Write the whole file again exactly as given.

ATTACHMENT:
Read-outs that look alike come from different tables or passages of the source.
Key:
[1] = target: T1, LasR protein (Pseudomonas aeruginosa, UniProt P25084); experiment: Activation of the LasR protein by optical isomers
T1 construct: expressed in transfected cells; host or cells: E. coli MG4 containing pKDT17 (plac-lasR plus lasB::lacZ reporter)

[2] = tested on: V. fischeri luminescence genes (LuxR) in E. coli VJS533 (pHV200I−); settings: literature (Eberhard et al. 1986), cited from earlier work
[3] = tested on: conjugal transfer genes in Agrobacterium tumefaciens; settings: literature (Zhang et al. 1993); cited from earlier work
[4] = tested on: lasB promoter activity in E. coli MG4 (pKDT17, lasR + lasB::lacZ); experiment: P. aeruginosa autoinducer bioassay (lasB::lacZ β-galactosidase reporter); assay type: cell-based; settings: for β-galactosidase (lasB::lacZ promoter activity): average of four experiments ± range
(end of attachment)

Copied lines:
Read-outs that look alike come from different tables or passages of the source.
Key:
[1] = target: T1, LasR protein (Pseudomonas aeruginosa, UniProt P25084); experiment: Activation of the LasR protein by optical isomers
T1 construct: expressed in transfected cells; host or cells: E. coli MG4 containing pKDT17 (plac-lasR plus lasB::lacZ reporter)

[2] = tested on: V. fischeri luminescence genes (LuxR) in E. coli VJS533 (pHV200I−); settings: literature (Eberhard et al. 1986), cited from earlier work
[3] = tested on: conjugal transfer genes in Agrobacterium tumefaciens; settings: literature (Zhang et al. 1993); cited from earlier work
[4] = tested on: lasB promoter activity in E. coli MG4 (pKDT17, lasR + lasB::lacZ); experiment: P. aeruginosa autoinducer bioassay (lasB::lacZ β-galactosidase reporter); assay type: cell-based; settings: for β-galactosidase (lasB::lacZ promoter activity): average of four experiments ± range